We’ve All Got Questions
We all have questions we’d like answers to. But sometimes the questions we have of God can be the scariest to ask: we want to be reverential, not blasphemous. What if the question offends God?
More than that, deep-down we can be kind of afraid that there is no answer. What would that mean for our faith?
For some, the persistent presence of questions unasked has been a catalyst to their rejecting or abandoning of the Christian faith all together. That need not be so. In fact, the people in the Bible — those God uses to write his very word! — often asked the toughest questions of all.
Have you read them?
You don’t have to spend too much time with me before you’ll find out that one of my heroes in the faith is Aurelius Augustine, the Bishop of Hippo. He is a brilliant thinker, a captivating writer, and a theologian who stirs souls as well as minds.
A couple of weeks ago he would have celebrated his 1658th birthday (he lived 354-430AD). In other words, he lived a long time ago. A lot has changed in the world, but his writings continue to remain both relevant and helpful. Recently I’ve been reading his City of God.
Here are some of his thoughts on the good & evil that befalls both righteous and unrighteous people.
Our Sunday afternoon series over the past 8 weeks at Grace Fellowship Church has been focused on trying to help Christians learn how to interact in thoughtful, loving, and engaging ways with people of other worldviews. We began by thinking about our own worldview, and how it is grounded in the gospel. We also examined the nature of ‘worldview’ in general.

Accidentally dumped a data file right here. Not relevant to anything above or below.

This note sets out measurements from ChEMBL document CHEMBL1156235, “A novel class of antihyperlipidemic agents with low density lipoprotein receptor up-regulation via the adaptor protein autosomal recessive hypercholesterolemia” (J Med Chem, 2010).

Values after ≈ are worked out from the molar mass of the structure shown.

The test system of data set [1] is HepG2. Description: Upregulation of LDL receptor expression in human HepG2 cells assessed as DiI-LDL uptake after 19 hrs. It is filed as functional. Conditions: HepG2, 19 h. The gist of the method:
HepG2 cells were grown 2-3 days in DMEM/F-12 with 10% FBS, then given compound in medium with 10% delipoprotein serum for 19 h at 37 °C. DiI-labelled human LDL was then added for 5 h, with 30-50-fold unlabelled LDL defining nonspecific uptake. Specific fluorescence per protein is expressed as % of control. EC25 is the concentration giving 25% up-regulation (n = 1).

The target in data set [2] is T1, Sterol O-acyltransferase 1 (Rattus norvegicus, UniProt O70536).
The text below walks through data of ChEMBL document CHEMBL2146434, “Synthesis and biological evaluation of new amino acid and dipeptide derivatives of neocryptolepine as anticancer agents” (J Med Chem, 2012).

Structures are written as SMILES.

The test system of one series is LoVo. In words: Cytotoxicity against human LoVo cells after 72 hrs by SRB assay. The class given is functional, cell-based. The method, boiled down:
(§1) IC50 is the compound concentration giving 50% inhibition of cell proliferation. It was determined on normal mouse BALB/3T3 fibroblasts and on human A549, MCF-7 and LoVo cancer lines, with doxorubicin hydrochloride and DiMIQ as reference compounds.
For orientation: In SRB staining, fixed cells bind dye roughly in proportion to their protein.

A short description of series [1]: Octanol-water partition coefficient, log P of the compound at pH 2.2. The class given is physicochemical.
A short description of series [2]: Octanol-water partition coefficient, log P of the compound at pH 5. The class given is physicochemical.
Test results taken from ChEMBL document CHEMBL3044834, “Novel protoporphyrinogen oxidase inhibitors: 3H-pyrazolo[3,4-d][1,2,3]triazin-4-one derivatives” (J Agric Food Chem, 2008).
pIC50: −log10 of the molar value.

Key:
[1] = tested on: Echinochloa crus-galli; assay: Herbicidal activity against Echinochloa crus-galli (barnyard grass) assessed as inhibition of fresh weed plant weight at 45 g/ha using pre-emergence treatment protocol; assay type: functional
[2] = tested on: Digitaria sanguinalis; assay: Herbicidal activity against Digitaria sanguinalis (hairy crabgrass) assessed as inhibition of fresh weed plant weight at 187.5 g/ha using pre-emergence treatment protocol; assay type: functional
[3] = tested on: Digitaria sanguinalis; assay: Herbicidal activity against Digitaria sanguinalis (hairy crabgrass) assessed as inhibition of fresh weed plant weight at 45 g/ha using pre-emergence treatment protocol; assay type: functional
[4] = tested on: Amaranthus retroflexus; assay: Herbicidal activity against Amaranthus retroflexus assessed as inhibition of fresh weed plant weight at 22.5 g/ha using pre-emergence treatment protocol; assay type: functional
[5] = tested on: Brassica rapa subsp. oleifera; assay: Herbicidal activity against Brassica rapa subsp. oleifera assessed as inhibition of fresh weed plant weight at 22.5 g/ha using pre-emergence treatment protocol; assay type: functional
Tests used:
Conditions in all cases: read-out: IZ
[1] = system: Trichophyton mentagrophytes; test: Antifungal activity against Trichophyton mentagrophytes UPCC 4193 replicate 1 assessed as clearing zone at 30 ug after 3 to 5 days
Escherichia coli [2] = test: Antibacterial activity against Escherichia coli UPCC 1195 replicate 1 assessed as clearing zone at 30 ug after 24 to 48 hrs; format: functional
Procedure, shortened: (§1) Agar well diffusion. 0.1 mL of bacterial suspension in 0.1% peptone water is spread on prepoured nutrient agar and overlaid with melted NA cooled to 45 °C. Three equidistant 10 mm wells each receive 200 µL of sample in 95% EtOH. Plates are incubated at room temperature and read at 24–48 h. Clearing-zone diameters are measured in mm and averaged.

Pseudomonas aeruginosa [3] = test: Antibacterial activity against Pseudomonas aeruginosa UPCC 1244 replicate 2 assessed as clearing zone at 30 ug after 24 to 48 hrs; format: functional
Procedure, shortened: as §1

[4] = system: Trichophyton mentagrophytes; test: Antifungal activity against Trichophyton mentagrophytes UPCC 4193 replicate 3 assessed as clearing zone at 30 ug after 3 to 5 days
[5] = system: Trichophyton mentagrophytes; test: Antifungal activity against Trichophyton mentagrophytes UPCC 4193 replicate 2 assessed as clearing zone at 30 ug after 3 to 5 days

Over the last few weeks we’ve been dealing with common objections to the Christian faith and asking, ‘How do we understand this objection within its worldview? And where does the gospel-oriented worldview of a Christian intersect that worldview?’ This past week we were blessed to have Ian Clary come and speak to us about ‘The problem of evil’ and how to engage people who see this objection as a basis for rejecting Christianity. I highly recommend giving it a listen.
You can download Ian’s message here
Ian made many good points and gave us all a lot things to think about as we seek to speak truth in love to our neighbours for whom this problem poses a genuine difficulty in coming to faith. He taught us about syllogisms and even some Latin phrases — and we had some fun with it. But one thing stuck out to me.
RBY Scott, in his book The Way of Wisdom (New York: MacMillan, 1971, 144-147) offers eight solutions / perspectives to take on the problem of human suffering. These perspectives are based on his analysis of Old Testament wisdom literature in particular.
Here’s Scott’s list:
- Retributive — just punishment for sin (Job 4.7-9; 8.20)
- Disciplinary — corrective affliction (Deut 8.3; Prov 3.11-12)
- Probationary — God’s testing of the heart (Deut 8.2; Job 1.6-12; 2.10)
- Temporary or apparent, in comparison with the good (or bad) fortune of others (Job 5.18; 8.20-21; Ps 73)
- Inevitable, as a result of the Fall (Job 5.6-7; Ps 14.1-4)
- Necessarily mysterious, since God’s character and plan are inscrutable (Job 11.7; 42.3; Eccl 3.11)
- Haphazard and morally meaningless, in that time and chance happen to all (Job 21.23, 25-26; Eccl 9.11-12)
- Vicarious — one may suffer for another or for the many (Deut 4.21; Ps 106.23; Isa 53.3, 9, 12)
Anything you’d add? Any of them that don’t make sense? Isn’t it interesting how in some sense, we can see Christ taking on each one of these types of suffering during his life, ministry, and death? Even the suffering of the Old Testament anticipates the Messiah!